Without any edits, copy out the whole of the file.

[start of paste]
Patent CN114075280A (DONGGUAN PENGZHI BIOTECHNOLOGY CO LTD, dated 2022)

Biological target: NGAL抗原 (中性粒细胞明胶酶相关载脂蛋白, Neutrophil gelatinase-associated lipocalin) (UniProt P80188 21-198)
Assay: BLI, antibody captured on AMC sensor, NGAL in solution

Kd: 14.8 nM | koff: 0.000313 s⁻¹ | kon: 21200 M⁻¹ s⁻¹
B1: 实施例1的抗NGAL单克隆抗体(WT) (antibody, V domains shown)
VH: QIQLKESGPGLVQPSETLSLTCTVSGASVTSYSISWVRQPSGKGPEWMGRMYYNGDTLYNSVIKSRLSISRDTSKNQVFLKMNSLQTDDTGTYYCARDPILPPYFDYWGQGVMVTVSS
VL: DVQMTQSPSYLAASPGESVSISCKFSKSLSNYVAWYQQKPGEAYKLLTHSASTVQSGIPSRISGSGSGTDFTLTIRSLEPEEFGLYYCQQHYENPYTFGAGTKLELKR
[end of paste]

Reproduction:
Patent CN114075280A (DONGGUAN PENGZHI BIOTECHNOLOGY CO LTD, dated 2022)

Biological target: NGAL抗原 (中性粒细胞明胶酶相关载脂蛋白, Neutrophil gelatinase-associated lipocalin) (UniProt P80188 21-198)
Assay: BLI, antibody captured on AMC sensor, NGAL in solution

Kd: 14.8 nM | koff: 0.000313 s⁻¹ | kon: 21200 M⁻¹ s⁻¹
B1: 实施例1的抗NGAL单克隆抗体(WT) (antibody, V domains shown)
VH: QIQLKESGPGLVQPSETLSLTCTVSGASVTSYSISWVRQPSGKGPEWMGRMYYNGDTLYNSVIKSRLSISRDTSKNQVFLKMNSLQTDDTGTYYCARDPILPPYFDYWGQGVMVTVSS
VL: DVQMTQSPSYLAASPGESVSISCKFSKSLSNYVAWYQQKPGEAYKLLTHSASTVQSGIPSRISGSGSGTDFTLTIRSLEPEEFGLYYCQQHYENPYTFGAGTKLELKR